Selenium is a trace element found naturally in the earth’s crust, typically as the selenium oxide compounds selenate or selenite.  These oxides of selenium are water soluble.  Selenium compounds are released from rocks, including coal, as natural or man-induced weathering occurs and can be carried in groundwater and surface water flow.  Selenium compounds are often associated with pyrite and other trace metals.  Selenium in water and accumulations in stream sediments can be ingested by plants, aquatic organisms, and animals where it can bioaccumulate in living tissue to the point of being toxic.  Selenium has been found in numerous case studies to be passed along and bioaccumulate in progressively higher levels of the food chain, potentially impacting large mammals and human health.  As a result of its bioaccumulation potential, it is becoming increasingly recognized that removal of selenium from surface water discharges is important to maintaining environmental quality downstream.

Selenium compounds can be removed from water by physical or chemical processes including chemical precipitation, reverse osmosis, and adsorption.  These methods, however, can be cost-prohibitive and are not always successful.   Another method of removing selenium from water is biological transformation.  This involves changing the oxide forms of selenium to the elemental form, which is non-soluble in water, and which causes selenium to precipitate out of solution.  Microbiological methods of selenium detoxification have been documented in the scientific literature to be both successful and cost-effective.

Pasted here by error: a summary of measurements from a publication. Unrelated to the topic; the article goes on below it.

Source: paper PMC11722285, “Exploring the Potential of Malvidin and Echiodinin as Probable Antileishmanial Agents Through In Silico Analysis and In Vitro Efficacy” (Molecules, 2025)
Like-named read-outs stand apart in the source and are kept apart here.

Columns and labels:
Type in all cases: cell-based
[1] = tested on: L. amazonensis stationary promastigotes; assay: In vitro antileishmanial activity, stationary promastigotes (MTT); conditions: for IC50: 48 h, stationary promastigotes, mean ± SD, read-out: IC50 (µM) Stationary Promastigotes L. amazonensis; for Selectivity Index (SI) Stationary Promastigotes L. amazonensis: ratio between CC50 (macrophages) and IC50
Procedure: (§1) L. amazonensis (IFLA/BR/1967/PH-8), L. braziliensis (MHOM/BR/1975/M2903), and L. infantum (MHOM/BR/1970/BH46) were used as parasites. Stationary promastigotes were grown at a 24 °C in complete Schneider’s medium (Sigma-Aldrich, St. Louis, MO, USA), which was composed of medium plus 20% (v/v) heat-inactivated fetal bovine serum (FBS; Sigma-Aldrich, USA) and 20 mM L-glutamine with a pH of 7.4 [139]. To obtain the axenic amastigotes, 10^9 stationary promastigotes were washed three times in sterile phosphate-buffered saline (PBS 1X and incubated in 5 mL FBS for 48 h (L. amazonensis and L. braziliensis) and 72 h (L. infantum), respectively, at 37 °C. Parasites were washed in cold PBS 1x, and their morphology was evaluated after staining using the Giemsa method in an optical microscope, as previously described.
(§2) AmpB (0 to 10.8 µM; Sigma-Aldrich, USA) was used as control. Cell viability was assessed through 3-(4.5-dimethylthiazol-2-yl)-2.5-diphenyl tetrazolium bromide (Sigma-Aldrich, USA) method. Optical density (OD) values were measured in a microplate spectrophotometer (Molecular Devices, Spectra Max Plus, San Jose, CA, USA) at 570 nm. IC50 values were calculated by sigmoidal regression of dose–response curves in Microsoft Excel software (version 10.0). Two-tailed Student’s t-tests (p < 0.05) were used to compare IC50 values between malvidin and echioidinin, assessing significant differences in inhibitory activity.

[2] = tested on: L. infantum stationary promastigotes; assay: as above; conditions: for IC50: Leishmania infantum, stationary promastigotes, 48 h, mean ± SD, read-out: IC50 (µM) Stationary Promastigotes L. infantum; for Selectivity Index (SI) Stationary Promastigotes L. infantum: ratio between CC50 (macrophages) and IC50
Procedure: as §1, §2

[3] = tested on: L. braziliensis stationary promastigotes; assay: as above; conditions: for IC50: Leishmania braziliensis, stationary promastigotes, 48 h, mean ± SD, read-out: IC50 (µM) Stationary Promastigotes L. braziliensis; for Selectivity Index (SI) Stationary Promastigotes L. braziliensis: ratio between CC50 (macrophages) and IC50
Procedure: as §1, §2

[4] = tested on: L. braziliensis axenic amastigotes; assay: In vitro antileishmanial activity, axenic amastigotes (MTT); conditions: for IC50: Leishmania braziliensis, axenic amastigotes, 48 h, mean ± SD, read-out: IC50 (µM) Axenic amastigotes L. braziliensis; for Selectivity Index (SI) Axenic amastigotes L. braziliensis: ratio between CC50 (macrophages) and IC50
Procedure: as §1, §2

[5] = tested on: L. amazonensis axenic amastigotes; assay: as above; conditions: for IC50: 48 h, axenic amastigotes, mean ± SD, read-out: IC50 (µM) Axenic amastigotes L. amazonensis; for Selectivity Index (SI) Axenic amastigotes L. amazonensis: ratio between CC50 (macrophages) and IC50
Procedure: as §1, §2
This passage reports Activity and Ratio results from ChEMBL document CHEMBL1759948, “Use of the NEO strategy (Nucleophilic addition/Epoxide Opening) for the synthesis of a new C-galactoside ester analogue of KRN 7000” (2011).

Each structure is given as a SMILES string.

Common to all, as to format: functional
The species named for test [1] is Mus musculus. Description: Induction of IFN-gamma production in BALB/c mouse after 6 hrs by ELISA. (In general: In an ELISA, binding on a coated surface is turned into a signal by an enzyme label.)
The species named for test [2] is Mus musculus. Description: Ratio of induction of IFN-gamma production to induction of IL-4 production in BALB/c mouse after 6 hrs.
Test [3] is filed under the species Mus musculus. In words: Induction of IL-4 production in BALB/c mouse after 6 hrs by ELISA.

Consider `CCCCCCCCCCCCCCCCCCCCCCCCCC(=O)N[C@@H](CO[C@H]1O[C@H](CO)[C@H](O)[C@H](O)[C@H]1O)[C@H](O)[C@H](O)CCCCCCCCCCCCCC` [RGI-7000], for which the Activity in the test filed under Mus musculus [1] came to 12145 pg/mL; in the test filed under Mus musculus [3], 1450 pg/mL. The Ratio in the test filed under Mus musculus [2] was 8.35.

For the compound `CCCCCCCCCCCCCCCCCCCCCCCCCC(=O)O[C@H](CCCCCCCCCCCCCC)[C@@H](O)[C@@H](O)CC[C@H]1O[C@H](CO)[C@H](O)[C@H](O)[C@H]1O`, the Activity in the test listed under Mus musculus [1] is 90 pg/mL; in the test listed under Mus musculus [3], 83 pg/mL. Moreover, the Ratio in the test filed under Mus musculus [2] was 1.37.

In anaerobic environments (those devoid of oxygen), bacteria have evolved respiratory mechanisms that utilize compounds other than oxygen to generate energy.  Bacteria have been isolated which can breathe using selenate and selenite as a terminal electron acceptor instead of oxygen.   In anaerobic environments, these bacteria respire selenate, reducing it to selenite, and ultimately to elemental selenium.  Therefore, as a result of the activity of selenate-respiring bacteria, selenate and selenite are converted from water-soluble compounds into non-soluble elemental selenium that precipitates out of the water.


Southern, West Virginia

Primary Chemical:



Mining Operations

Prior Remediation:



281 acres

Bioremedial Remediation:

Biological seeding with weekly

injections of substrate

Remediation Time:

11 days